Marketing students learn how to match their message about a product to the intended audience. Whether selling a gadget, a political candidate, or even an idea, such as, "smoking is bad for your health," it is critical that the message be on target in order to be effective.
In this Application, you will study the messages two different popular culture texts send to predominantly female and predominantly male audiences. You might expect them to differ dramatically—but you may also be surprised at the similarities.
Questions about this assignment? Post them in the Ask the Instructor area. That way, everyone in the class will see and benefit from the Instructor's response.
To prepare for this Application:
- Review this week's Learning Resources. In particular, look at either print copies (preferred) or the Web sites for Cosmopolitan and Maxim magazines. You do not have to buy the magazines; it should be sufficient to flip through them at a newsstand.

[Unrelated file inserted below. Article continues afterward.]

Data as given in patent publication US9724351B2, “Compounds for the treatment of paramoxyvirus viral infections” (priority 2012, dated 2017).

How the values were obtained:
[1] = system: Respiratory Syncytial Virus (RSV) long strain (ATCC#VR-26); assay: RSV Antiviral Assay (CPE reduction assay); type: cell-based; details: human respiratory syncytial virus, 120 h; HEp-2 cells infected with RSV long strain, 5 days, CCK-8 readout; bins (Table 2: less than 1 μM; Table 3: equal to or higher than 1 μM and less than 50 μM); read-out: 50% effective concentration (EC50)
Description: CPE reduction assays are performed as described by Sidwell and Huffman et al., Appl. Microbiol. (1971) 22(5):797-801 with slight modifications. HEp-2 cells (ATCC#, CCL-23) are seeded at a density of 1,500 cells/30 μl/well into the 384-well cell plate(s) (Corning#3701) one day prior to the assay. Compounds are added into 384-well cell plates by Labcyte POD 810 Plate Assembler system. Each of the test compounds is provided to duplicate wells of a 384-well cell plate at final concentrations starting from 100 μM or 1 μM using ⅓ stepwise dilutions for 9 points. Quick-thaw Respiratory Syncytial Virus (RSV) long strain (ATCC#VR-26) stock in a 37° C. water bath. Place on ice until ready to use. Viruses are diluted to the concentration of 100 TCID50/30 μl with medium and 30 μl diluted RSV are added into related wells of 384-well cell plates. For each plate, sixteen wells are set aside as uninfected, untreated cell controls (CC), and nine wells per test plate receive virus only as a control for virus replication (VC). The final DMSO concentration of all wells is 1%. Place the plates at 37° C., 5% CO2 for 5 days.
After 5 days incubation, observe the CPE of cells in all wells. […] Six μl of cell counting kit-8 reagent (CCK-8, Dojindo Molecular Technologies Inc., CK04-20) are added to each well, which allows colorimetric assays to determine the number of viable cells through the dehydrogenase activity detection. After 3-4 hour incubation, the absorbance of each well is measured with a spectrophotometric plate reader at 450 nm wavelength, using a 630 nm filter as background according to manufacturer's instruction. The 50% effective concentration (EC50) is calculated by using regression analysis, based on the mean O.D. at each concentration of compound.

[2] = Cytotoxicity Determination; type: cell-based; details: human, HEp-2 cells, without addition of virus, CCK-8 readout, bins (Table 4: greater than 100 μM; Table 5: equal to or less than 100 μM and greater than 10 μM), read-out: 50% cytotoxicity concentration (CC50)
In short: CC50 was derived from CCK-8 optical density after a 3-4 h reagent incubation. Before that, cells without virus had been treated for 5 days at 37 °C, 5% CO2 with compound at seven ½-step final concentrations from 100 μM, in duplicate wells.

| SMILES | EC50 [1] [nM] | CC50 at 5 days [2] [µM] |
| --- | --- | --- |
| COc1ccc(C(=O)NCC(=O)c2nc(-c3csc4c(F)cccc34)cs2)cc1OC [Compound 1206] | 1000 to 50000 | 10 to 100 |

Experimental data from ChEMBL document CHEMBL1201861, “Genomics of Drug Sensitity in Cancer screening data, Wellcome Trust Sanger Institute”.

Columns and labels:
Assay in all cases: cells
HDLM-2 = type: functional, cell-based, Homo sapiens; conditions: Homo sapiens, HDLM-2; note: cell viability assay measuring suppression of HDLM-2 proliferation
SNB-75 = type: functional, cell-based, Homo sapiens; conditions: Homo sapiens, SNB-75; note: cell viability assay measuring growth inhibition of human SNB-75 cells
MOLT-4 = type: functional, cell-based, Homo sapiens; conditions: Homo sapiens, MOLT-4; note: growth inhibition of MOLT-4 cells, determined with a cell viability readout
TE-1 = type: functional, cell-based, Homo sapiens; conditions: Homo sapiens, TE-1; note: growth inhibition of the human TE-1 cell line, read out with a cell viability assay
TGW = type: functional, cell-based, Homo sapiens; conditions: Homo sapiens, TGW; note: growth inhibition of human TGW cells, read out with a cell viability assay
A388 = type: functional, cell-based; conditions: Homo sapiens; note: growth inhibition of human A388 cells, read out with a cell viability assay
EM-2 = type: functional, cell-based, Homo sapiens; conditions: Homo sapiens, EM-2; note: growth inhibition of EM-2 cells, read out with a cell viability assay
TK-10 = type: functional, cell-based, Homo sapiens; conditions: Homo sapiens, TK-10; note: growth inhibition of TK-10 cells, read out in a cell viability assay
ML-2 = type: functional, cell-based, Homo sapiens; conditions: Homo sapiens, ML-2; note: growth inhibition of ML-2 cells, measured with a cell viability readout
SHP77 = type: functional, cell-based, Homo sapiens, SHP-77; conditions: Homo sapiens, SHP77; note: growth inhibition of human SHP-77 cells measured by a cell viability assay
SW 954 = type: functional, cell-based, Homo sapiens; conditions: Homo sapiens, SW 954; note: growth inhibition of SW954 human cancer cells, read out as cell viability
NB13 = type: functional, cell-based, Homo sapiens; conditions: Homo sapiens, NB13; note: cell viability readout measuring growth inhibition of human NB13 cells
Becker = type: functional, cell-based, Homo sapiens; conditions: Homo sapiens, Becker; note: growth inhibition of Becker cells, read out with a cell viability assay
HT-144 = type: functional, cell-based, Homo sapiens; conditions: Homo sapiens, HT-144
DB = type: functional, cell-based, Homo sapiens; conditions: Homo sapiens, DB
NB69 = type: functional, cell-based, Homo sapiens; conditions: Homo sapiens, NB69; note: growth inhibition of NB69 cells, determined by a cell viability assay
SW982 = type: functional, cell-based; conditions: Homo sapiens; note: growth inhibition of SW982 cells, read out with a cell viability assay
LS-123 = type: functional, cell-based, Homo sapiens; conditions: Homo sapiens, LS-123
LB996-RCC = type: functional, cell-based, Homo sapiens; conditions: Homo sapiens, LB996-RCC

- Establish how the editors for each publication chose the articles, imagery, and advertising in order to reach their target audience.
- Reflect on what these messages overtly or subtly communicate about each gender.
- Examine how the messages may reinforce or challenge existing stereotypes and how these messages have affected your personal identity. Do they reinforce, inspire, or challenge your personal identity?
- Compose a 1- to 2-page paper in which you do the following:
- Compare the messages these magazines communicate to men and women.
- Examine the effects of media messages about gender roles on your personal identity.
- Support your assertions by making at least 2 references, in proper APA format, to your course readings.
- Holtzman, L. (2000). Media messages: What film, television, and popular music teach us about race, class, gender, and sexual orientation. Armonk, NY: M. E. Sharpe.
|Due By (Pacific Time)
||01/24/2014 12:00 am